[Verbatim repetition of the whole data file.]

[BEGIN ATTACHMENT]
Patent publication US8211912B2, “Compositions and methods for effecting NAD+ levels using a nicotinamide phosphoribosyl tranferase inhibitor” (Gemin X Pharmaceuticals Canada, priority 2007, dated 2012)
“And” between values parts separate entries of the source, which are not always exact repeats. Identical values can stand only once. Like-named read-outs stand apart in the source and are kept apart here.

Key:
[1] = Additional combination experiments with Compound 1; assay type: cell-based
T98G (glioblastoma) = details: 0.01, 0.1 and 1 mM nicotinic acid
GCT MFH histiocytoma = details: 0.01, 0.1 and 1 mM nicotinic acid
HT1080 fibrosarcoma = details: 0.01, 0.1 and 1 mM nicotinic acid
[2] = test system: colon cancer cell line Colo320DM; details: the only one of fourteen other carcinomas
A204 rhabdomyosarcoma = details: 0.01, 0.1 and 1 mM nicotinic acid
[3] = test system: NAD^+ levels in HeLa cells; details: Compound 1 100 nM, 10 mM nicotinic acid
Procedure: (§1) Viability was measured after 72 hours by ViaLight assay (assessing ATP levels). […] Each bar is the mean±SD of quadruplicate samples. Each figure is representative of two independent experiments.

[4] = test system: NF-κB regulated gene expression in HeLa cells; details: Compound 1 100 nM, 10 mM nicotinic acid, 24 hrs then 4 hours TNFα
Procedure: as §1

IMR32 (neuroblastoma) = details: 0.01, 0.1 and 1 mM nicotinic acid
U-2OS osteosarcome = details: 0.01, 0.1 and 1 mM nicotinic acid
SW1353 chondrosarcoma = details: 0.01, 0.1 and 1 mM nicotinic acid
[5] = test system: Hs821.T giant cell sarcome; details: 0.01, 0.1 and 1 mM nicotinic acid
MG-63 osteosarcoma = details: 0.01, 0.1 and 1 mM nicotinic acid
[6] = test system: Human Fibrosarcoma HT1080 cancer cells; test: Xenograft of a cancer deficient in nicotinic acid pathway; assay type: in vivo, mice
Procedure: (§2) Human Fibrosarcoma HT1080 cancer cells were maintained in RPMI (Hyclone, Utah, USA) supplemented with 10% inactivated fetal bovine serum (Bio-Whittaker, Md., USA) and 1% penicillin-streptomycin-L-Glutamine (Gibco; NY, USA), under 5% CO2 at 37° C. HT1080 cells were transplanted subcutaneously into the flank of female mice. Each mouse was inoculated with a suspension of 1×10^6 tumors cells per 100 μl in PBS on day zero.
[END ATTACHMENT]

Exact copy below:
Patent publication US8211912B2, “Compositions and methods for effecting NAD+ levels using a nicotinamide phosphoribosyl tranferase inhibitor” (Gemin X Pharmaceuticals Canada, priority 2007, dated 2012)
“And” between values parts separate entries of the source, which are not always exact repeats. Identical values can stand only once. Like-named read-outs stand apart in the source and are kept apart here.

Key:
[1] = Additional combination experiments with Compound 1; assay type: cell-based
T98G (glioblastoma) = details: 0.01, 0.1 and 1 mM nicotinic acid
GCT MFH histiocytoma = details: 0.01, 0.1 and 1 mM nicotinic acid
HT1080 fibrosarcoma = details: 0.01, 0.1 and 1 mM nicotinic acid
[2] = test system: colon cancer cell line Colo320DM; details: the only one of fourteen other carcinomas
A204 rhabdomyosarcoma = details: 0.01, 0.1 and 1 mM nicotinic acid
[3] = test system: NAD^+ levels in HeLa cells; details: Compound 1 100 nM, 10 mM nicotinic acid
Procedure: (§1) Viability was measured after 72 hours by ViaLight assay (assessing ATP levels). […] Each bar is the mean±SD of quadruplicate samples. Each figure is representative of two independent experiments.

[4] = test system: NF-κB regulated gene expression in HeLa cells; details: Compound 1 100 nM, 10 mM nicotinic acid, 24 hrs then 4 hours TNFα
Procedure: as §1

IMR32 (neuroblastoma) = details: 0.01, 0.1 and 1 mM nicotinic acid
U-2OS osteosarcome = details: 0.01, 0.1 and 1 mM nicotinic acid
SW1353 chondrosarcoma = details: 0.01, 0.1 and 1 mM nicotinic acid
[5] = test system: Hs821.T giant cell sarcome; details: 0.01, 0.1 and 1 mM nicotinic acid
MG-63 osteosarcoma = details: 0.01, 0.1 and 1 mM nicotinic acid
[6] = test system: Human Fibrosarcoma HT1080 cancer cells; test: Xenograft of a cancer deficient in nicotinic acid pathway; assay type: in vivo, mice
Procedure: (§2) Human Fibrosarcoma HT1080 cancer cells were maintained in RPMI (Hyclone, Utah, USA) supplemented with 10% inactivated fetal bovine serum (Bio-Whittaker, Md., USA) and 1% penicillin-streptomycin-L-Glutamine (Gibco; NY, USA), under 5% CO2 at 37° C. HT1080 cells were transplanted subcutaneously into the flank of female mice. Each mouse was inoculated with a suspension of 1×10^6 tumors cells per 100 μl in PBS on day zero.